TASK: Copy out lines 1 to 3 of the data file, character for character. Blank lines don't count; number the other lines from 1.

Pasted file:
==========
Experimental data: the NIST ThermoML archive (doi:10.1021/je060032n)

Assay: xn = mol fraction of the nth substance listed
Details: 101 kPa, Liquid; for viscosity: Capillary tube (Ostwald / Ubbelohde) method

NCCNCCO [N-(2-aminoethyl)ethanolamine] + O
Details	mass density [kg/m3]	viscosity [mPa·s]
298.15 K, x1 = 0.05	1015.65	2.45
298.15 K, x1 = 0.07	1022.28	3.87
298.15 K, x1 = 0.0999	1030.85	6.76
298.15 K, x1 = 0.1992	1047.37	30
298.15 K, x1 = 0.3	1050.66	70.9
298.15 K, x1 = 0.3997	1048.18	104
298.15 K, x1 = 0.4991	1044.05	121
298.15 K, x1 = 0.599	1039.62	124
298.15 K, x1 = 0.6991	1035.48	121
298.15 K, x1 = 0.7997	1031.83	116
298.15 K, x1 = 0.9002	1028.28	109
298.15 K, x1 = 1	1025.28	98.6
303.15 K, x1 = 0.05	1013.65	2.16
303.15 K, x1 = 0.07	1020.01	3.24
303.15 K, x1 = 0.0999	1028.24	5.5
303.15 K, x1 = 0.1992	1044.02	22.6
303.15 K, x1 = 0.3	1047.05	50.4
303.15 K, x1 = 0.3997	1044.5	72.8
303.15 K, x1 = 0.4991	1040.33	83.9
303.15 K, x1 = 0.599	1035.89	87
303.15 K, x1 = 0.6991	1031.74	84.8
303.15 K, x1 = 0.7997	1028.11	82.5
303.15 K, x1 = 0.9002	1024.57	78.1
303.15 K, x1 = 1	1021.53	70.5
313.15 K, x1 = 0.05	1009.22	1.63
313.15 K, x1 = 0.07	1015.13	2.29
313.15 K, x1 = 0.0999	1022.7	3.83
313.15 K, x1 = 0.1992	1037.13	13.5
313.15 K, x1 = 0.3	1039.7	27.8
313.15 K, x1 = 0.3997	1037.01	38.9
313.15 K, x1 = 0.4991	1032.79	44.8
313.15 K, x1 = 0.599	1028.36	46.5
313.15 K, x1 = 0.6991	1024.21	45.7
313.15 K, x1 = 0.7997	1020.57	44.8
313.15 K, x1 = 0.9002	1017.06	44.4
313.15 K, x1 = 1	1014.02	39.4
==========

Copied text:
Experimental data: the NIST ThermoML archive (doi:10.1021/je060032n)

Assay: xn = mol fraction of the nth substance listed
Details: 101 kPa, Liquid; for viscosity: Capillary tube (Ostwald / Ubbelohde) method